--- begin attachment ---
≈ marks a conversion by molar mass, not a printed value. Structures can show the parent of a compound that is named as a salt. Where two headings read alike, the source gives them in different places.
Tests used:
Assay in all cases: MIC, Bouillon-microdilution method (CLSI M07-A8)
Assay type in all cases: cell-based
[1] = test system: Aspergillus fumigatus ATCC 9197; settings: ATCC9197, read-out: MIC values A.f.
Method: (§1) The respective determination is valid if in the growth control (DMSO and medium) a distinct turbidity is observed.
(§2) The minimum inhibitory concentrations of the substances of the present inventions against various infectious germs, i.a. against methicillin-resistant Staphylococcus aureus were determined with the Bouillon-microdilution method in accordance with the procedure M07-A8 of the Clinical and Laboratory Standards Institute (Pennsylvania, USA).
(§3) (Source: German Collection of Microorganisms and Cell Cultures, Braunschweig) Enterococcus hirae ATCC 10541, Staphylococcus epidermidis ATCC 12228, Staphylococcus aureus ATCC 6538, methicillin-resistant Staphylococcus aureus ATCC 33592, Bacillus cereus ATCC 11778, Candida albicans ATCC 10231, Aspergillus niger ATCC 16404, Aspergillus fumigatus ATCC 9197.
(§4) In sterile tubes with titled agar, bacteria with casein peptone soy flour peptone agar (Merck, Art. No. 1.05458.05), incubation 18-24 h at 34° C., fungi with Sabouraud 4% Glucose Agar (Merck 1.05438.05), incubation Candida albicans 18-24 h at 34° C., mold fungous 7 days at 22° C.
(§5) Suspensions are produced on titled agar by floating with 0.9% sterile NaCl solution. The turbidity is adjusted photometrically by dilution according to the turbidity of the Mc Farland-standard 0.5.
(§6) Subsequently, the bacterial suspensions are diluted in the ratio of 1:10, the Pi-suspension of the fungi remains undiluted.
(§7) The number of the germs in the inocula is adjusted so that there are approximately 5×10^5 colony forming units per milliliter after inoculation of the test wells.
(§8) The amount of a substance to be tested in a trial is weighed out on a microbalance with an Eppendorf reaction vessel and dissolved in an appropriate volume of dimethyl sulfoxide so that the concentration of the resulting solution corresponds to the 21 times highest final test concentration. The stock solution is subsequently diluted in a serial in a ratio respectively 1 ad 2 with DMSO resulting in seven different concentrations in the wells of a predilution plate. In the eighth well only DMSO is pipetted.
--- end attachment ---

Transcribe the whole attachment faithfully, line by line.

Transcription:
≈ marks a conversion by molar mass, not a printed value. Structures can show the parent of a compound that is named as a salt. Where two headings read alike, the source gives them in different places.
Tests used:
Assay in all cases: MIC, Bouillon-microdilution method (CLSI M07-A8)
Assay type in all cases: cell-based
[1] = test system: Aspergillus fumigatus ATCC 9197; settings: ATCC9197, read-out: MIC values A.f.
Method: (§1) The respective determination is valid if in the growth control (DMSO and medium) a distinct turbidity is observed.
(§2) The minimum inhibitory concentrations of the substances of the present inventions against various infectious germs, i.a. against methicillin-resistant Staphylococcus aureus were determined with the Bouillon-microdilution method in accordance with the procedure M07-A8 of the Clinical and Laboratory Standards Institute (Pennsylvania, USA).
(§3) (Source: German Collection of Microorganisms and Cell Cultures, Braunschweig) Enterococcus hirae ATCC 10541, Staphylococcus epidermidis ATCC 12228, Staphylococcus aureus ATCC 6538, methicillin-resistant Staphylococcus aureus ATCC 33592, Bacillus cereus ATCC 11778, Candida albicans ATCC 10231, Aspergillus niger ATCC 16404, Aspergillus fumigatus ATCC 9197.
(§4) In sterile tubes with titled agar, bacteria with casein peptone soy flour peptone agar (Merck, Art. No. 1.05458.05), incubation 18-24 h at 34° C., fungi with Sabouraud 4% Glucose Agar (Merck 1.05438.05), incubation Candida albicans 18-24 h at 34° C., mold fungous 7 days at 22° C.
(§5) Suspensions are produced on titled agar by floating with 0.9% sterile NaCl solution. The turbidity is adjusted photometrically by dilution according to the turbidity of the Mc Farland-standard 0.5.
(§6) Subsequently, the bacterial suspensions are diluted in the ratio of 1:10, the Pi-suspension of the fungi remains undiluted.
(§7) The number of the germs in the inocula is adjusted so that there are approximately 5×10^5 colony forming units per milliliter after inoculation of the test wells.
(§8) The amount of a substance to be tested in a trial is weighed out on a microbalance with an Eppendorf reaction vessel and dissolved in an appropriate volume of dimethyl sulfoxide so that the concentration of the resulting solution corresponds to the 21 times highest final test concentration. The stock solution is subsequently diluted in a serial in a ratio respectively 1 ad 2 with DMSO resulting in seven different concentrations in the wells of a predilution plate. In the eighth well only DMSO is pipetted.